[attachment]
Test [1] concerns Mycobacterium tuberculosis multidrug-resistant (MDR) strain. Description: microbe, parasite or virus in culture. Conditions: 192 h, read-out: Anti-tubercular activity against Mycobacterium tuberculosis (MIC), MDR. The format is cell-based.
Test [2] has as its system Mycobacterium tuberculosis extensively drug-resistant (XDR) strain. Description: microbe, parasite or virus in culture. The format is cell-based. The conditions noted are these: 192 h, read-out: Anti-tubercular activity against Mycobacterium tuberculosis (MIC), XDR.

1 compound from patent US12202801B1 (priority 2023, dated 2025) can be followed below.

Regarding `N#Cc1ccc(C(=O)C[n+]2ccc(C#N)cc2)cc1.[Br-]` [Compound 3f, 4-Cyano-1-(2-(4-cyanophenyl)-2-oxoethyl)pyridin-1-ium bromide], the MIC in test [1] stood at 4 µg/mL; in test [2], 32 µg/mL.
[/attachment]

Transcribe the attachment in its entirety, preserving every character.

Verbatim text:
Test [1] concerns Mycobacterium tuberculosis multidrug-resistant (MDR) strain. Description: microbe, parasite or virus in culture. Conditions: 192 h, read-out: Anti-tubercular activity against Mycobacterium tuberculosis (MIC), MDR. The format is cell-based.
Test [2] has as its system Mycobacterium tuberculosis extensively drug-resistant (XDR) strain. Description: microbe, parasite or virus in culture. The format is cell-based. The conditions noted are these: 192 h, read-out: Anti-tubercular activity against Mycobacterium tuberculosis (MIC), XDR.

1 compound from patent US12202801B1 (priority 2023, dated 2025) can be followed below.

Regarding `N#Cc1ccc(C(=O)C[n+]2ccc(C#N)cc2)cc1.[Br-]` [Compound 3f, 4-Cyano-1-(2-(4-cyanophenyl)-2-oxoethyl)pyridin-1-ium bromide], the MIC in test [1] stood at 4 µg/mL; in test [2], 32 µg/mL.